Although your husband is the only party liable on the note and deed of trust, you too can be a co-owner without becoming liable on the note and deed of trust. The deed would generally just list both of you as "Jack and Jill, husband and wife". Then when one of you dies, a half interest in the property would go to the person designated in the decedent's will and half would go to the surviving spouse. If there is no will, community property will go to the surviving spouse, even if the decedent has children.

    You could also take title as "John and Mary as joint tenants with rights of survivorship and not as tenants in common". If you do this the property will go to the survivor without probating the estate.

    So you have several choices. Who is on title and who is liable on the note and deed of trust are separate questions.

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  • In Washington State, house in final period b4 foreclosure, owner receives offer to purchase house can foreclosure be halted?

    House is due to be foreclosed on May 1. I have a valid offer for purchase of the house. How can I stop the foreclosure while the purchase and funding complete?

    James’s Answer

    The trustee will almost certainly extend the foreclosure date if you send the purchase and sale agreement to the trustee. If that does not work, file a temporary chapter 13 bankruptcy, which will definitely work. A chapter 13 can be dismissed when you no longer need it.

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  • If i face foreclosure on my home, how long will it be before i have to move?

    I keep falling behind on my mortgage, and am thinking about surrendering my home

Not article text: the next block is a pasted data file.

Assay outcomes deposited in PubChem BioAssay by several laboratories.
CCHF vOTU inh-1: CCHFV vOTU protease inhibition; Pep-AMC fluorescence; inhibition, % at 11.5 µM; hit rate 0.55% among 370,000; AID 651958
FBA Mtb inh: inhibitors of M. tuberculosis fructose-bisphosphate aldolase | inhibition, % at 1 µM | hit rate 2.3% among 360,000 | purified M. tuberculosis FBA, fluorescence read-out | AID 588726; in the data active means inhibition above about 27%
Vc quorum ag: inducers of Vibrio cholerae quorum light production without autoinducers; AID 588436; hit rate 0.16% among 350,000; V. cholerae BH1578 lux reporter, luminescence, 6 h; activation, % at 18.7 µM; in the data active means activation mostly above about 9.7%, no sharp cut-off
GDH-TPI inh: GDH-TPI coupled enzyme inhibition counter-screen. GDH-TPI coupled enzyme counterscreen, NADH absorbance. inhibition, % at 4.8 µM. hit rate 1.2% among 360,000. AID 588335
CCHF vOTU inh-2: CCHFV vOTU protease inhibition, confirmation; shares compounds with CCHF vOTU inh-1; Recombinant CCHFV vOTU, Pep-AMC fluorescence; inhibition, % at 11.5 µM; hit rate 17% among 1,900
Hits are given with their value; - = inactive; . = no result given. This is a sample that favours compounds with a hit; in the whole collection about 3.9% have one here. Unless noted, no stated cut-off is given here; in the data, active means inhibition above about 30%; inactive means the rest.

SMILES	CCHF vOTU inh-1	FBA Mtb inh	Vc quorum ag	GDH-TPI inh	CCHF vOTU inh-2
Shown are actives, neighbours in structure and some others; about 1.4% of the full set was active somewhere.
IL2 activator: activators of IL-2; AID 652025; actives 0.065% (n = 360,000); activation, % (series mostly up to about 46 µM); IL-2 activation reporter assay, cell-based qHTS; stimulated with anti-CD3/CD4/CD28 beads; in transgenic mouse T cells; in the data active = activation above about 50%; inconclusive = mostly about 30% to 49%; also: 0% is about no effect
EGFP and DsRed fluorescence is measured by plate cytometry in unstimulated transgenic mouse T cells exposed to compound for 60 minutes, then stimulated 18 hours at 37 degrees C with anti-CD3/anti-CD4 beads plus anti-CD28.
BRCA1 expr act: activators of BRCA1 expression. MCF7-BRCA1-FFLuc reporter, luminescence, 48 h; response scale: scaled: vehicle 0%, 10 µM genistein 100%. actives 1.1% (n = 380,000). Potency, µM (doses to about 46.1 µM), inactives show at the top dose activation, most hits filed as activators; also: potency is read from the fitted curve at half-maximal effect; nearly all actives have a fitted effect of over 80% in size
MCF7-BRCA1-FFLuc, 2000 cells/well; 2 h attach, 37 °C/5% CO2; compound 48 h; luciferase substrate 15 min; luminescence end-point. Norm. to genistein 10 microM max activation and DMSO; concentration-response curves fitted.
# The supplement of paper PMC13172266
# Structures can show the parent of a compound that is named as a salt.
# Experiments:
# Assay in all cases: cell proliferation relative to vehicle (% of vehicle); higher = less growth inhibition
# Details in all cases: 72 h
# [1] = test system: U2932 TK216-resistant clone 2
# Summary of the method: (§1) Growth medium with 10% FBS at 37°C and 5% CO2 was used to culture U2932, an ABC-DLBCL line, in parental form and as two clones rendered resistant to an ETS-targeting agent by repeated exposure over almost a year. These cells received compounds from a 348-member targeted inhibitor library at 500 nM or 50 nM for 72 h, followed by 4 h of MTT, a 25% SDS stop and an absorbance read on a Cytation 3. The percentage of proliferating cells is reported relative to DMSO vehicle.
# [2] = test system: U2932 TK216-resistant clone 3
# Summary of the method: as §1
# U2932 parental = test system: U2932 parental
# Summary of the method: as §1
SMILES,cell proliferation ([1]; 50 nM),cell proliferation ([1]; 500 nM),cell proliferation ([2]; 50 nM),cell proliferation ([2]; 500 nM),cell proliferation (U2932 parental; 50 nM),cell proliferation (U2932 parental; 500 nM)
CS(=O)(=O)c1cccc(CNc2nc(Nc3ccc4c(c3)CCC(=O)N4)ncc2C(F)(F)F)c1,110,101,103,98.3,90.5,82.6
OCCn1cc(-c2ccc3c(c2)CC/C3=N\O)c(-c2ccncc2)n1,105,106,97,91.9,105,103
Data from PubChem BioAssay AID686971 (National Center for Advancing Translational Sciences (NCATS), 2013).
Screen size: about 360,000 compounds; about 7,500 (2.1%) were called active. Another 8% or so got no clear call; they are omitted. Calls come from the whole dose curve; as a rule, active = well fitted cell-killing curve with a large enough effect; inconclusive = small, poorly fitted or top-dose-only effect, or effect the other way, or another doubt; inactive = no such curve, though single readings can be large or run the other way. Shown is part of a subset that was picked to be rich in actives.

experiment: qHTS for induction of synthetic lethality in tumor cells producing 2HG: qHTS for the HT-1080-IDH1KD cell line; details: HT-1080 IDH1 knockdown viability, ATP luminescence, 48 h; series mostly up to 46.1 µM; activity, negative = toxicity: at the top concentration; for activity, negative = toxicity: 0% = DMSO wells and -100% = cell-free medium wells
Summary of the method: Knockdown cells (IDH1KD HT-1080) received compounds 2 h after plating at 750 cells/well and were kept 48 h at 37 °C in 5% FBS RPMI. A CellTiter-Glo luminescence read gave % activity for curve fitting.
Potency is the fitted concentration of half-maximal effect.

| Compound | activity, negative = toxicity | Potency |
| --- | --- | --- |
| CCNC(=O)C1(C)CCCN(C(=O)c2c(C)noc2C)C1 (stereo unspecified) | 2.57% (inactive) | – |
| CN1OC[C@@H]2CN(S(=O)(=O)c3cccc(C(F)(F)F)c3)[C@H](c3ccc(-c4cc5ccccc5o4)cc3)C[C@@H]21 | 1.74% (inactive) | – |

James’s Answer

    If your home is worth not more than around 1.2 times what you owe on your home, and if you have a hardship, you may qualify for mortgage modification, which would probably give you a 2% 40 year amortization and sometimes a principal reduction. Look into mortgage modification. You need to have sufficient income to afford the reduced payments you will get and pay your other expenses.

    Sometimes lenders wait years before they start foreclosure. Once they do it can take two months to send you a disclosure of your options, another two months to give you a notice of default and then another four months for the notice of trustee sale.

    As long as you are negotiating a modification, foreclosure will not be completed. You can also stop foreclosure by filing a chapter 13 bankruptcy.

    Don't give up on your home.

    I need to know more to determine if you could qualify for modification. I do not charge for telephone inquiries.

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  • Squatting in a foreclosed house - can I really get kicked out?

    My house goes up for auction June 5th in WA state. I left the state to go find work elsewhere but I left my relatives to live in my home I haven't made a payment on in 5 years. I told my relatives to just tell the mortgage company (if asked) that ...

    James’s Answer

    It is possible for you and your family to prevent foreclosure. If the family members living there and you, together have enough income to pay a reduced mortgage payment, you would probably qualify for a mortgage modification. If the lender will not stop the foreclosure, you could file Chapter 13 bankruptcy and save the house that way. Feel free to call and I will get more details and determine whether you can be helped. I do not charge for initial telephone inquiries.

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  • I own Property with a friend. I am selling him my half. We are going to do a quitclaim deed. Is this the best way to do it?

    We have no issues and are just trying to make it an easy transaction.

    James’s Answer

    You can give your friend either a statutory warranty deed or a quitclaim deed. Either will transfer title. With a warranty deed you pass along the warranties of ownership which you received from your buyer, and you are giving a warranty that you have not clouded the title. With a quitclaim deed you are transferring ownership but not giving any warranty of clear title. You did not say how the friend is going to pay you. If the friend is getting a loan to pay you, the lender will require your friend to pay for mortgage title insurance - which guarantees the lender that the lender is in first position. At the same time your friend might buy owner's title coverage for himself. You or your friend will have to pay for excise tax on the half interest being transferred.